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Managers: pros and cons of working from home

05 June, 2015

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Date of Publication: 05 June, 2015
More and more companies are choosing to grant their employees the possibility of working from home (jumping at the chance of savings on rents and the high costs of maintaining offices). For managers, this often means dealing with work teams at a distance: a potentially stressful situation that is only apparently repaid with the newly acquired freedom.

Sometimes new trends surface in the working world which promise more flexibility, creativity and, of course, productivity. This is the time for managers to begin working from home. While we are not yet entirely sold on the matter, this phenomenon nevertheless calls for an analysis of the inherent pros and cons.


Pros: working from home (WFH) allows you to deal with all the chores that come with having a family and could also be the perfect solution for early birds and night owls alike. Moreover, it allows you to choose the city or even the country to live in regardless of the company’s actual physical location.

Cons: being flexible requires a massive amount of effort to avoid standing in the way of your team and vice versa. If your team is working from 9 to 5, you should then at least schedule carefully how and when to work together, albeit from afar.

Eventually, you will probably have to keep your fingers crossed, hoping that everything goes smoothly and precisely which, to some, may indeed sound the opposite of being flexible.


Pros: avoiding the daily commute is actually a way to save time and money. Plus, you don’t need to wear a suit or heels for that matter. You can even begin to eat properly instead of grabbing a quick sandwich at the café nearest the office.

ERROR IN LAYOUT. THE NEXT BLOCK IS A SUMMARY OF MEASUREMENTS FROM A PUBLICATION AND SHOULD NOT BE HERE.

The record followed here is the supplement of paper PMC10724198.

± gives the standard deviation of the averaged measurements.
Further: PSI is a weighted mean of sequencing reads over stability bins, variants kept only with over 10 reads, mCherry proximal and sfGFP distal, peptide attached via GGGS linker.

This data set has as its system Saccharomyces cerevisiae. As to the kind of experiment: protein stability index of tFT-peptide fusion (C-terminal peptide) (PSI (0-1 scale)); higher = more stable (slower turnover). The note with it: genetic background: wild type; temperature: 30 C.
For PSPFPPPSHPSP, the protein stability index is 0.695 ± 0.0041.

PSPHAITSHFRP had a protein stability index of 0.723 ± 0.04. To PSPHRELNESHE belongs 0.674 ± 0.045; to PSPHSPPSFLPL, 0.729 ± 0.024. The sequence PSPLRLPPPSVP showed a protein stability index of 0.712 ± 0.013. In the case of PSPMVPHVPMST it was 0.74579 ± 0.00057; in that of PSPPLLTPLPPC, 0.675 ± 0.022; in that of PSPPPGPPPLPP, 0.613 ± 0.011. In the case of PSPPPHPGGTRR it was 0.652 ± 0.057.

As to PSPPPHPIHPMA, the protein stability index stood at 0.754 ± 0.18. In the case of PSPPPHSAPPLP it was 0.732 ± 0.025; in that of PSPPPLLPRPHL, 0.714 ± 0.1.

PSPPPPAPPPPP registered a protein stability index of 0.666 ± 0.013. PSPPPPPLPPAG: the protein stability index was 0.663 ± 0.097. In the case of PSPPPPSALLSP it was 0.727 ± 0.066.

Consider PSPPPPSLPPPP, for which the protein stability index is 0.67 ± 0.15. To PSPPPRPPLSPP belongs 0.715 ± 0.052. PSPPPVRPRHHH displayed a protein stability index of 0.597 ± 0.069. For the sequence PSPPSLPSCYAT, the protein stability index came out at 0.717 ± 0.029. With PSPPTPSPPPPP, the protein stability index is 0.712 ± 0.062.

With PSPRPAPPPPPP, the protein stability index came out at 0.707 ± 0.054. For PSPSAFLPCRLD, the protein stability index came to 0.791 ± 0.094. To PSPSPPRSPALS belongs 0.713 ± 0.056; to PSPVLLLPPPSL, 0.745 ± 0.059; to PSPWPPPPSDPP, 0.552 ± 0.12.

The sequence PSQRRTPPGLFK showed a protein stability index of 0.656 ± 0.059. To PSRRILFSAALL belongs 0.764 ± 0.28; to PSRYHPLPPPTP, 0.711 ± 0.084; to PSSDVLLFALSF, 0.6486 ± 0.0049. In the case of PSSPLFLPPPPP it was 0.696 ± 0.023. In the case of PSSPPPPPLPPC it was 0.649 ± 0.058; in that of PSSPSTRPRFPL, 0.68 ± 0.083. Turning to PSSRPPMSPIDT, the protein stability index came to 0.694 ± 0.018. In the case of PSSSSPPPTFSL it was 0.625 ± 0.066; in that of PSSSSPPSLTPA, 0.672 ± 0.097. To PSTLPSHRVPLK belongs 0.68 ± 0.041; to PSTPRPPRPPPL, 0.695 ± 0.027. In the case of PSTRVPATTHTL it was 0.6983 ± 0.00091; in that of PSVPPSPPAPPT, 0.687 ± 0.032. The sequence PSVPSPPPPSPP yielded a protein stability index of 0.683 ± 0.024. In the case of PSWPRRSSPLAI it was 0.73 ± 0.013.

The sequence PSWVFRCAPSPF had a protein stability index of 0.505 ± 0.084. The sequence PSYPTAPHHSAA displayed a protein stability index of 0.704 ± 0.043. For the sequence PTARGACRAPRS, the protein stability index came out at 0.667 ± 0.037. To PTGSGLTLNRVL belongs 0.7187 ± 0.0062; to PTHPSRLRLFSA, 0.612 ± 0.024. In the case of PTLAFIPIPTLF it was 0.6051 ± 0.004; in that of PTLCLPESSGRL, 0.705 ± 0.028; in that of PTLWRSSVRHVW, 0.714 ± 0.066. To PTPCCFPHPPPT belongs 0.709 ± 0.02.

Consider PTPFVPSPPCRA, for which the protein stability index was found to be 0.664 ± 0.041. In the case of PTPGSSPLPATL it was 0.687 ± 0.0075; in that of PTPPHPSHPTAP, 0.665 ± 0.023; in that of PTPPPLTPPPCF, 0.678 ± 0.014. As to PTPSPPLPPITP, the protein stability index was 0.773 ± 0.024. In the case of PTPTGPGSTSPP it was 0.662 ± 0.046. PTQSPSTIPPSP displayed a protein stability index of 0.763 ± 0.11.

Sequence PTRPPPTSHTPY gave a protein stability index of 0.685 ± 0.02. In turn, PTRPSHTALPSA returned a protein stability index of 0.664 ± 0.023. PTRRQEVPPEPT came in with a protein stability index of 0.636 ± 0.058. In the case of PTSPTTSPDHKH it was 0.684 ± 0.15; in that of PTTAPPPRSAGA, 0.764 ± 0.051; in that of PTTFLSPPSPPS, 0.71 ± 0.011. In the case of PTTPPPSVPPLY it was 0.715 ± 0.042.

Cons: it may start off as “Oh, really, it’s nothing!” It’s 7 am and you’re still in bed checking the emails on your laptop. Then, you put in what feels like a few hours’ work and you’re suddenly starving: by the time it’s 3 pm, you realize you’ve inadvertently skipped lunch. And so on… Again: schedule your time ahead and stick to your plan without mercy. WFH tends to blur working and personal times and you alone are the one responsible for setting your time limits.

“Since I started working from home, I sometimes feel the quality of my work has deteriorated. The first plan that comes to my mind needs to be the best one, otherwise I’d be wasting my team’s time. Or I feel that, since they don’t see me actually working, they’ll think I’m taking a nap on the sofa while they are left alone doing all the work”.


Pros: Yes, you need a certain kind of home to take full advantage of the pros. But think about it: think about the luxury of having a working space tailored to your needs, with no company rules standing in the way, no people glancing over your shoulder at your screen…

Cons: You are going to need a computer, a printer, a stable Internet connection and a good mobile phone together with the right attitude. Such tools are standard features in every office, where someone else is in charge of keeping them functioning. However, if you are WFH, the responsibility is entirely yours.

Working from home is, in fact, a challenge but also an opportunity for those accustomed to managing their work as well as that of others, keeping to tight deadlines and maintaining a constant presence while taking care of one’s own personal matters. This working style is being increasingly adopted by companies of all sizes, therefore those who are preparing for it are broadening their career opportunities by embracing this new trend in working.

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